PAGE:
A part of being a FAIR analyst involves frequently coming across other “risk analysts” and cynics at conferences, forums or in casual conversation that believe risk quantification is simply not possible. Their reasoning: there is no way you could ever know with CERTAINTY whether an event will occur or not. Here’s a link to one of my previous posts where I outlined the limitations of conventional qualitative approaches used throughout our industry. I believe it’s important to take a few moments to dispel this myth around certainty.
I hate to break it to people, but life is uncertain. Most people know this instinctually. They know that the plan for the day, the coming week, an event a year from now, rarely ever works out exactly as we’ve planned. And you know what, that’s okay. That’s actually better than okay, because learning to embrace uncertainty, at least in my humble opinion, leads to a less stressful life, keeps a good risk analyst at work.
A good risk analyst realizes that we’re not looking for precise answers to the inputs to our questions, because more often than not they don’t exist. You won’t know for certain how many ransomware attacks your organization is going to experience this year, or exactly how much you’ll spend on managing the response to customers, regulators, business partners, etc. if a breach were to occur. All of this is okay. What you will be able to develop through the use of key subject matter experts within your organization are numeric ranges; ranges of how frequently something is likely to occur, as well as how bad it’ll be in dollars and cents when it does. Ranges are how we account for uncertainty in an ever-changing world. The tighter the range, the more certainty we have; the wider the range, the less certainty. Again, all of which is good.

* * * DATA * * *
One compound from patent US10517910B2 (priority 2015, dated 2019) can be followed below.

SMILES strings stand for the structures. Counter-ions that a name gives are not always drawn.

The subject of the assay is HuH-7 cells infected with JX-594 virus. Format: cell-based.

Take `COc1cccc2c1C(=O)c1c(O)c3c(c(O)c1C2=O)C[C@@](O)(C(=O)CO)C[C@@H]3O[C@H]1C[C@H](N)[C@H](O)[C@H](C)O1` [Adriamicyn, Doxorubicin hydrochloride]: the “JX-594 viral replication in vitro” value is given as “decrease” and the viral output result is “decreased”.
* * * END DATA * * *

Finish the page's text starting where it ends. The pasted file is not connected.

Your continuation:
As you may have guessed, in the end, you end up with an estimated range of what a risk will cost your organization. This range truthfully represents all of the information you have to bear on that question, which is exponentially better than providing one definitive answer that is indefensible and almost invariably incorrect.
Ultimately, all we can hope for is accuracy with a useful degree of precision. It’s this level of insight that helps us make decisions, whether it be in life or in risk analysis.